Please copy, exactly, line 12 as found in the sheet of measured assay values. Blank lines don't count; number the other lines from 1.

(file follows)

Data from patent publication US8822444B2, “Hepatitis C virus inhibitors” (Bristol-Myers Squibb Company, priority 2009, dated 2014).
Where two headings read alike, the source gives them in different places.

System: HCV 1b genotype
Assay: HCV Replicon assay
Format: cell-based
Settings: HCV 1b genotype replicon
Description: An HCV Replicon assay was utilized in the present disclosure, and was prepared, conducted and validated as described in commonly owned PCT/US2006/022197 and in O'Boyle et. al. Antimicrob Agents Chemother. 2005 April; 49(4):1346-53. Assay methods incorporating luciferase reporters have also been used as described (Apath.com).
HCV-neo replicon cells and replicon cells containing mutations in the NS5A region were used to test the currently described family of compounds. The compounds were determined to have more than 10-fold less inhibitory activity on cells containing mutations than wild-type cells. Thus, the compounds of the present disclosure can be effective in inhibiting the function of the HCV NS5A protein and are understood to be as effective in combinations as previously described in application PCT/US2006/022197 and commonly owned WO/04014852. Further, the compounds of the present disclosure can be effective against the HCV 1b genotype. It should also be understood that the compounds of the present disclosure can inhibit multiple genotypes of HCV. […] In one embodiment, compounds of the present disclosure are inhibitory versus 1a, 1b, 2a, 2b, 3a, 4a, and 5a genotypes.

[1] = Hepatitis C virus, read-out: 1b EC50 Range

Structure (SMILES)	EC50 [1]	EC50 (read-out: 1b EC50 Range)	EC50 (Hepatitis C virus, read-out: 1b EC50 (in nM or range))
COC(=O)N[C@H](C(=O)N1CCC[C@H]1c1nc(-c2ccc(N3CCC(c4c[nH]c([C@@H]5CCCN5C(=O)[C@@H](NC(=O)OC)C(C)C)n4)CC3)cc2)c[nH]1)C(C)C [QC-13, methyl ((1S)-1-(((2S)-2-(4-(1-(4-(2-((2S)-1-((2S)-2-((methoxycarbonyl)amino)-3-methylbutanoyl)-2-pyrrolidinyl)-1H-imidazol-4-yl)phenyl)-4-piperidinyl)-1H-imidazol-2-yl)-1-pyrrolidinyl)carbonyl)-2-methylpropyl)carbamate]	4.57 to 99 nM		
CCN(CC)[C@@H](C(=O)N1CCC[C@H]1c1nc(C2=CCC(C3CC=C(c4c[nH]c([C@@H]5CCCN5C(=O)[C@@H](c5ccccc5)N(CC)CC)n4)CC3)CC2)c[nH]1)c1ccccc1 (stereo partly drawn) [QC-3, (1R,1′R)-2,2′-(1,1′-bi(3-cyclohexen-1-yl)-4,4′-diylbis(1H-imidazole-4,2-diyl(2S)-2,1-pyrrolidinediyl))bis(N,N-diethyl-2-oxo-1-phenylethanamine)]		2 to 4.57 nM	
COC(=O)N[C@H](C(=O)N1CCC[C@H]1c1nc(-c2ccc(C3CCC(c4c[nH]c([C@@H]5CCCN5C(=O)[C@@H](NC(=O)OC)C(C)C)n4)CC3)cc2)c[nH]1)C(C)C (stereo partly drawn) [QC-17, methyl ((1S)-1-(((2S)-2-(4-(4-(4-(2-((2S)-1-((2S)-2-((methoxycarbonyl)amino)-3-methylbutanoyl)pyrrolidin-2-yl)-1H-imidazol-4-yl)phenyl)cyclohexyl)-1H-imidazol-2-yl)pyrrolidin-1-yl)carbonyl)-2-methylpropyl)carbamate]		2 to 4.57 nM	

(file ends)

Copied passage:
CCN(CC)[C@@H](C(=O)N1CCC[C@H]1c1nc(C2=CCC(C3CC=C(c4c[nH]c([C@@H]5CCCN5C(=O)[C@@H](c5ccccc5)N(CC)CC)n4)CC3)CC2)c[nH]1)c1ccccc1 (stereo partly drawn) [QC-3, (1R,1′R)-2,2′-(1,1′-bi(3-cyclohexen-1-yl)-4,4′-diylbis(1H-imidazole-4,2-diyl(2S)-2,1-pyrrolidinediyl))bis(N,N-diethyl-2-oxo-1-phenylethanamine)]		2 to 4.57 nM	